In vivo cortical recording reveals that indirectly driven neural assemblies can produce reliable and temporally precise spiking patterns in response to stereotyped stimulation. This suggests that, despite being fundamentally noisy, the collective activity of neurons conveys information through temporal coding. Stochastic integrate-and-fire models offer a natural theoretical framework to study the interplay of intrinsic neural noise and spike timing precision. However, there are inherent difficulties to simulate their networks’ dynamics in silico with standard numerical discretization schemes. Indeed, evolving such networks requires temporally ordering every neuronal interaction, whereas the order of interactions is highly sensitive to the random variability of spiking times. To answer these issues, we designed an exact event-driven algorithm for the simulation of recurrent networks of perfect stochastic integrate-and- fire neurons with delayed Dirac-like interactions.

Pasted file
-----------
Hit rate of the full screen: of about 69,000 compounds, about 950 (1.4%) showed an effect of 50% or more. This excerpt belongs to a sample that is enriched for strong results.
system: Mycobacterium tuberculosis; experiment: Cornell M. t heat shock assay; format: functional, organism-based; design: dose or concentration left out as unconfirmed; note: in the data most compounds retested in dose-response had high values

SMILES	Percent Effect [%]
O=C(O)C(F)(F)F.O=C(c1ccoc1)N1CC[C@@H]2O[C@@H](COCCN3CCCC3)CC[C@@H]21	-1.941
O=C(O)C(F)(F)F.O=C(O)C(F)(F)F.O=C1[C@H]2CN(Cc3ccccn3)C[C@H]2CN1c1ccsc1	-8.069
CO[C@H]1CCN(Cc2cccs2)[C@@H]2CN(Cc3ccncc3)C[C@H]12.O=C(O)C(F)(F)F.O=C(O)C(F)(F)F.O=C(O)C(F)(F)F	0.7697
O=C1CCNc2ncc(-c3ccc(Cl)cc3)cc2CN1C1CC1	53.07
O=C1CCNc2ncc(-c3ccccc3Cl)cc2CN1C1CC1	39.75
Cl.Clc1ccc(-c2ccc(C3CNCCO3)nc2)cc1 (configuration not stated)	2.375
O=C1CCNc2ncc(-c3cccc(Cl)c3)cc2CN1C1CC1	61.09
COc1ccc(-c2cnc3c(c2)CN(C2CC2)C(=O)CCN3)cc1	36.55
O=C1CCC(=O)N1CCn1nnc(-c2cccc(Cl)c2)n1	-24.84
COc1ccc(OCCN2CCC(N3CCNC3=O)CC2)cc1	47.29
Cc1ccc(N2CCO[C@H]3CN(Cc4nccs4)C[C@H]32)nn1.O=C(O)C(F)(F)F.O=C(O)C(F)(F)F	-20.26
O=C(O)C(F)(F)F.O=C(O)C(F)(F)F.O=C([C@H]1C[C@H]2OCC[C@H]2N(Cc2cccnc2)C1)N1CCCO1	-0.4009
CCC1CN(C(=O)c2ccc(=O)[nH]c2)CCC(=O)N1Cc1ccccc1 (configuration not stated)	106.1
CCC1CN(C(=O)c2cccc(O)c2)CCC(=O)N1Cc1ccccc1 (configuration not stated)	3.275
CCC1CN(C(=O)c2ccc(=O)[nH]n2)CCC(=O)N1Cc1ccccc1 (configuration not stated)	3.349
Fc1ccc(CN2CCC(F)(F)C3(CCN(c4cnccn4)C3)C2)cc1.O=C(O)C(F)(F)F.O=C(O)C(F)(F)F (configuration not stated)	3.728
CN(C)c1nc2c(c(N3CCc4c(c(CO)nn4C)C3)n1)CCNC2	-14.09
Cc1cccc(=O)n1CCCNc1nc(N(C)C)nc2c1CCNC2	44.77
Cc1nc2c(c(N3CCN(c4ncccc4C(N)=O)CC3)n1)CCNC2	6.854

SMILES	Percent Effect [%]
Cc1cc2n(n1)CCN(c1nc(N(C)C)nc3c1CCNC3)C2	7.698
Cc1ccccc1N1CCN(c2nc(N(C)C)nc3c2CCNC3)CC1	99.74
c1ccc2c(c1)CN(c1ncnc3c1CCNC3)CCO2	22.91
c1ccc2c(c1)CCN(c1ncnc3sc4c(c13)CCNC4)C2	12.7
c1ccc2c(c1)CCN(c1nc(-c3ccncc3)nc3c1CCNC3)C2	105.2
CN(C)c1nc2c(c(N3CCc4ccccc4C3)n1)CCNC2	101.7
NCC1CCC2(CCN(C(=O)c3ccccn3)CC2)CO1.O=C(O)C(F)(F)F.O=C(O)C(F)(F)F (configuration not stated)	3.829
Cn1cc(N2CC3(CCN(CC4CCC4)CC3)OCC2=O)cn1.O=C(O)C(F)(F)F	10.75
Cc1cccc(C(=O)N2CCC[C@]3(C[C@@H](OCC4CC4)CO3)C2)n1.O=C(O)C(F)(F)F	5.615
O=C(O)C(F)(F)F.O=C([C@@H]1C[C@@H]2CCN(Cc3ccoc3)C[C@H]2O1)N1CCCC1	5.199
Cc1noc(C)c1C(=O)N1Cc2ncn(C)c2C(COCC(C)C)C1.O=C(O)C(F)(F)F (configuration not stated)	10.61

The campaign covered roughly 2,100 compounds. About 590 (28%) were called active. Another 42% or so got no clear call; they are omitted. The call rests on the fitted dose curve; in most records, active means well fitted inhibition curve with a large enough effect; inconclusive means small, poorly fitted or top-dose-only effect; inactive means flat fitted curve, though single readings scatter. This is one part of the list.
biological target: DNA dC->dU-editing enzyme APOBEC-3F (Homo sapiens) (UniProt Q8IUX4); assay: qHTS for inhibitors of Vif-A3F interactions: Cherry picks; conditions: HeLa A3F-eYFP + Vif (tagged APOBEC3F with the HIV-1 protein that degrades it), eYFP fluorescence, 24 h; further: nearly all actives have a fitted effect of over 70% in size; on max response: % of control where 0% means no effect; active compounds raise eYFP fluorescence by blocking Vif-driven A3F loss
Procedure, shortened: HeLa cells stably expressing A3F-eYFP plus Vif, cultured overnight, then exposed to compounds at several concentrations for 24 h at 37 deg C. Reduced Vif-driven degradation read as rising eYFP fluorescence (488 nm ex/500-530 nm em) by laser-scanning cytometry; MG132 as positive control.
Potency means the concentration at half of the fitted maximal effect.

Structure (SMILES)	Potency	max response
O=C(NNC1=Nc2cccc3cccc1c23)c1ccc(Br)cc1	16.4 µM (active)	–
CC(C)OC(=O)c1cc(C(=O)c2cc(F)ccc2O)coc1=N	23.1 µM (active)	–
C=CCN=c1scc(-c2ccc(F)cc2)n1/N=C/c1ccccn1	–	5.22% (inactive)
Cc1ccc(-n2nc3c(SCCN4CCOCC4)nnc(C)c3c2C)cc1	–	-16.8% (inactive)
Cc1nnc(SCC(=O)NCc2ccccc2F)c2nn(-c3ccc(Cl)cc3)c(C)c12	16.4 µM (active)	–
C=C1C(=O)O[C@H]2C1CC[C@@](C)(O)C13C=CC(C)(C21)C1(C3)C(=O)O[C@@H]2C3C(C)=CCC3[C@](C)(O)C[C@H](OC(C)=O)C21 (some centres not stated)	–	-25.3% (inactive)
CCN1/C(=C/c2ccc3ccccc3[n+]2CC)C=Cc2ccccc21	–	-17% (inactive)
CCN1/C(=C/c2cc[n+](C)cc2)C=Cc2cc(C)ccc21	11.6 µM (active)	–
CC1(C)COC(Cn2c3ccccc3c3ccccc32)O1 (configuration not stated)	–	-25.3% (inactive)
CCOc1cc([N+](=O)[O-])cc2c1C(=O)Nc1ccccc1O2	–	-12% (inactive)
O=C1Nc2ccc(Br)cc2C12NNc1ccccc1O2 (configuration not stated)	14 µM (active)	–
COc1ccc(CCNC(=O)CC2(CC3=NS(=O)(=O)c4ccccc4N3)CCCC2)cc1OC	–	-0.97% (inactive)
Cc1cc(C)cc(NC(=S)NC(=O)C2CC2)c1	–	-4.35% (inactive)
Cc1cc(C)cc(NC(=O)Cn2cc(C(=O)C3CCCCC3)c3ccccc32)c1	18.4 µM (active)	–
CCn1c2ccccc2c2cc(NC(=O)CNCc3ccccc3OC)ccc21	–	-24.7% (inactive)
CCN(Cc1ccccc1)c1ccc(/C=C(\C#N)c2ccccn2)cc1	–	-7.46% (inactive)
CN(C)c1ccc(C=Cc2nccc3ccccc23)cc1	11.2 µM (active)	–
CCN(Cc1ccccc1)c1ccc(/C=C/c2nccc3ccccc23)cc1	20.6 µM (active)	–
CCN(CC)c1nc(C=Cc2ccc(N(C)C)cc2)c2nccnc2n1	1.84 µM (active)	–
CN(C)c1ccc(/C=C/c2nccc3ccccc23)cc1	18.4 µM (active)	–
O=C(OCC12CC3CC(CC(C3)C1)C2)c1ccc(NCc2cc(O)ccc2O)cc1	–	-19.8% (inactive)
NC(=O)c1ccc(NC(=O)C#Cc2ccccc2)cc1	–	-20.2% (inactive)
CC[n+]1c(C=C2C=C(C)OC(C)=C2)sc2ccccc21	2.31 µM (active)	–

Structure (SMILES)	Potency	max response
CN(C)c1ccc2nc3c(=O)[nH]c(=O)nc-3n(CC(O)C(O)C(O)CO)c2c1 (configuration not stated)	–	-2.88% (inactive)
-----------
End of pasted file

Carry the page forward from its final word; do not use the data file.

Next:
The two movies below illustrate the dynamics of two interacting neurons embedded in a larger network. The "synchronous picture" shows the instantaneous membrane voltage of each neuron fluctuating due to network interactions and internal noise. The "asynchronous picture" shows the progressive refinements of the next-spiking times of the two neurons.